mon 9 june 2008    Greenfield

Still another of the fourteen stolen, Lizzie was a Senegal parrot, and the only parrot I’ve ever had. She was three when I got her in 1991, and is now twenty, if she’s alive. And she had yellow eyes, which never ceased delighting me.

I’ve been told recently by two different humans that she’s living with that unholy, smarmy, lying priest in Turners Falls, but both of these people have lied to me before, so who knows? Senegals are not talkers, not in human style anyway, but she always spoke perfectly fine Senegal parrot. She learned cockatiel pretty well, and for several years spoke a very respectable cat. Lizzie was definitely an oddball, like me, and through the long years we had our adventures, especially when she decided to exit her cage without permission. Parrots are very prone to this, anyway. She gave me one excellent bite in January, not long before we were destroyed. Got infected and everything. Parrots are prone to biting, too. But over seventeen years Lizzie only bit me four times, and only badly that once. Maybe she knew we were finished, and wanted to give me one hell of a bite to remember her by. I remember it, Lizzie Bean. But I would have remembered you in any case, bite or no bite.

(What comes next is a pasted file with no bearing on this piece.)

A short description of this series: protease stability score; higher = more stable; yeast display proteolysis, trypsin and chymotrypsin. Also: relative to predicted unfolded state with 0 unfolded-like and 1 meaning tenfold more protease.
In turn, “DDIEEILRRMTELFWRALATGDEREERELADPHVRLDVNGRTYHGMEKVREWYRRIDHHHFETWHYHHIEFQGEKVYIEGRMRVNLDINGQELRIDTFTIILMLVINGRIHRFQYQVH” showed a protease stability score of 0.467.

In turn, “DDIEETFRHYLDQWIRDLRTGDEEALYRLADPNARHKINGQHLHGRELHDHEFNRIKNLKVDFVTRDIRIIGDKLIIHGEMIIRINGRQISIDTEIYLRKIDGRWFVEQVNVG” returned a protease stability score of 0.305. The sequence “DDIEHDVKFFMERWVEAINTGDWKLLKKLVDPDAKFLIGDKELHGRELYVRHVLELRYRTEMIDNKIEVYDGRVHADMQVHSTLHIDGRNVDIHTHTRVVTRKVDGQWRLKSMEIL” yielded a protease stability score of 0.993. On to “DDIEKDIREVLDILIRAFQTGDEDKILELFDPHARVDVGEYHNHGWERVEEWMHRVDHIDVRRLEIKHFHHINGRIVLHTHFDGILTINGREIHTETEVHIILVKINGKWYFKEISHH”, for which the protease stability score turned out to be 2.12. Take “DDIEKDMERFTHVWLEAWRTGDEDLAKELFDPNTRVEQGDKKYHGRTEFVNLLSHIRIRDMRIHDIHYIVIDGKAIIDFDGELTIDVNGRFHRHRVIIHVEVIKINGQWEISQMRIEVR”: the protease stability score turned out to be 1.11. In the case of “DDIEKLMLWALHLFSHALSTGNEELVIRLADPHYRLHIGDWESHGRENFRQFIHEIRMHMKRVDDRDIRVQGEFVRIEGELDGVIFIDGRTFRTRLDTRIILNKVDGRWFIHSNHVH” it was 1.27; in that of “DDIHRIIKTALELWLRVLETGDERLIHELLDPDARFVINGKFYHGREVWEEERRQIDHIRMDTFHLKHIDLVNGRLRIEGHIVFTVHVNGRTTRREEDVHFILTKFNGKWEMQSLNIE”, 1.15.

For all our shared years, there was the continuing and never-solved mystery of the top of Lizzie’s head. It was bare as a boiled egg when I got her, and for more than seventeen years I tried to get those damned things to grow in and stay in. They grew in scores of times. They were perfectly happy to grow in. They just never stayed for very long.